Hmmm…Maybe I did want to look at it now, and let my mind escape to Vermont.
Settling into a comfy chair in my living room, mug of tea in one hand and The Long Trail News in the other, I started, for whatever reason, at the back, on the last page. There I found “From the Journal of Idgie,” by a woman I’d met on the trail. Though she likely wouldn’t remember me, we shared a room with several others at Inn at Long Trail two weeks into my hike. She started her hike on September 13th and finished on October 6th. Four weeks — just a little shy of what I’d hoped to hike it in.
But she finished.
And I haven’t.
My heart tightened a little with envy.
I skimmed forward a few pages, noting articles and announcements I’ll return to later, for more careful reading.
Then I got to the center of the magazine, where my heart constricted as I read the huge bold headline:
YOU DID IT!
171 Hikers Complete 272-Mile Footpath Through Green Mountains: Congratulation to the following hikers who walked the rugged footpath over the Green Mountain Range from the Massachusetts border to the Canadian border and became Long Trail end-to-enders.
And there listed were the names of the 171 thru-hikers of 2015.
I would have been 172.
I swallowed hard, and read through the names, my mind a stew of envy coupled with joy as I recognized my trail brethren: Mathieu “MapMat” Bastien – Montreal, QC; Justin “Juke Box” Bondesen – Bryant Pond, ME; Fred “Tater Salad” Beddall & Kristen “Swift” Sykes – Florence, MA; Reid “Mowgli” Van Keulen – Kingston, NH; Anna “Idgie”Stevens – Storeham, VT.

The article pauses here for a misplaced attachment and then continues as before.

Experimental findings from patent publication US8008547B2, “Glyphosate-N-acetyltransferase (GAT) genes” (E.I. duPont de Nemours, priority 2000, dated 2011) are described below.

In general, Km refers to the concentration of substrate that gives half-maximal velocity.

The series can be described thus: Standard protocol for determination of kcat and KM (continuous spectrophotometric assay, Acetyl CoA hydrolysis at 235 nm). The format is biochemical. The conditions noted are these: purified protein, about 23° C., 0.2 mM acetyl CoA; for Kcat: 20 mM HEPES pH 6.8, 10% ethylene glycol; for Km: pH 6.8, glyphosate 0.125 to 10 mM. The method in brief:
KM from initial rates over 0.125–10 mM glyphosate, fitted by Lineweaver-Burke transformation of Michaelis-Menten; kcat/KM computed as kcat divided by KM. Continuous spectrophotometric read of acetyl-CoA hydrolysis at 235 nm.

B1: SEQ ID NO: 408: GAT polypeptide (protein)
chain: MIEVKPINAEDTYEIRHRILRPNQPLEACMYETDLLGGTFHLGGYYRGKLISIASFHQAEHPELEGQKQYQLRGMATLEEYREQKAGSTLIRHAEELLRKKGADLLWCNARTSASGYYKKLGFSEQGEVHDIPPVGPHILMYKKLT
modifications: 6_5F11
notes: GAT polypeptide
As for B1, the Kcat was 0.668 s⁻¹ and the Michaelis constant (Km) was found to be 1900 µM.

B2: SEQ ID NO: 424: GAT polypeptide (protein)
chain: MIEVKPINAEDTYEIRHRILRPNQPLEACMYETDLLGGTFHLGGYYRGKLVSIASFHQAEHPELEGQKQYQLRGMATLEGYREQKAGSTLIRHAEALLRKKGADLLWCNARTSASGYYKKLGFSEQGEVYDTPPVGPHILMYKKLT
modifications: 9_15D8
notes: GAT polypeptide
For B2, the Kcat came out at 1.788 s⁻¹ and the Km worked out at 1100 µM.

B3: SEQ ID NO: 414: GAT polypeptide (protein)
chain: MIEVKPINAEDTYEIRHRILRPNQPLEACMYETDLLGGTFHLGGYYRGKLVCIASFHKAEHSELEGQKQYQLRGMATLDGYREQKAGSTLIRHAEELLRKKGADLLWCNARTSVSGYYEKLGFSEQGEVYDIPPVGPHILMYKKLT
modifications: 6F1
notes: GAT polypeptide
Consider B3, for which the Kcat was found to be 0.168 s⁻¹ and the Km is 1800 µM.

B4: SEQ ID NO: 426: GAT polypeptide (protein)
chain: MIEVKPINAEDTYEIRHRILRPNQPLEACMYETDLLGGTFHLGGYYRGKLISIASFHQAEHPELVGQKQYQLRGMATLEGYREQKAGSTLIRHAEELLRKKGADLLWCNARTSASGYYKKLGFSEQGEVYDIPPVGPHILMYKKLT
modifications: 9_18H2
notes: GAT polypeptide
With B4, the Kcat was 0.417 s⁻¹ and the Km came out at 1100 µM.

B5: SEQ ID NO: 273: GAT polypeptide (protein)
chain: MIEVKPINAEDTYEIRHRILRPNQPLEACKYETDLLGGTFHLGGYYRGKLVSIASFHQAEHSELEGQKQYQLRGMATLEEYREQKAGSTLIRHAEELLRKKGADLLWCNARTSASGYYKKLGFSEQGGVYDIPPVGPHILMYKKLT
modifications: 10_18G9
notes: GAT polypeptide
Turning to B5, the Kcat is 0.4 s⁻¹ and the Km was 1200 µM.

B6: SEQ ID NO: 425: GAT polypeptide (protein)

No “Dawn ‘TaosDawn’ Chandler”
My lips tightened across my mouth as I wiped the corner of my eye.
Next year, damint. My name will be there next year!
I let out a sigh, turned the page, and admired a beautiful two-page spread of photographs of Long Trail Shelters.
Upon the page these rustic structures sit like wise Buddhas, nestled among the trees. Some I know intimately from nights spent and meals had upon their plank floors. The one in the center on the far right is Montclair Glen — the last Long Trail shelter I laid eyes on, for it was there on September 27, 2015 where I limped off the trail. . . .
My eyes curved around the page . . . .
. . . and There was my name.
Above my name was a poem — my poem — one I’d written earlier this spring, and submitted on a whim to The Long Trail News.
Amulets Along Vermont’s Long Trail
My hand bolts
the alarm on my watch
tucked in the spidered corner
of this worn wooden shelter.
No one rises
earlier than I
slow with the weight
of a half-century
so as not to awaken
strangers with whom I’ve shared
intimacy of sleep.
Narrow funnel of light
channeling from my forehead
I stuff my bed, my food, my sodden clothes
into my pack, gather
my pen, my pages, my damp socks
lace my boots, and stagger,
hefting my small, heavy world
onto my back.
Patting my pockets,
my map presses my hip, my
compass my breast, my knife
folded against my waist,
as I bandage my prayer within
my father’s red bandana
wrapped around my knee
as I entwine my prayer
etched in two bands of silver
encircling my wrists.
I breathe in and breathe out
Rumi’s prayer in curls
of wet birch bark
as I step into the damp night
by Dawn ‘TaosDawn’ Chandler
2015 Long Trail Hiker
When My Good Man revealed this weekend that he is on the “waiting list” for this year’s La Luz Trail Run, and that he wanted to do a training run up there this weekend, my painter’s mind started scheming.
My last plein air painting excursion was in early April. After an enthusiastic kickoff to plein air season with 12 paintings made in March and early April, I fell off to zero this month. ‘ Just got busy with other things. Busy with studio painting. Busy with computer work and the busy business of being an artist. But we’ve been having another unusually moist and green and gorgeous spring, and really it’s been frustrating that I haven’t been out painting it.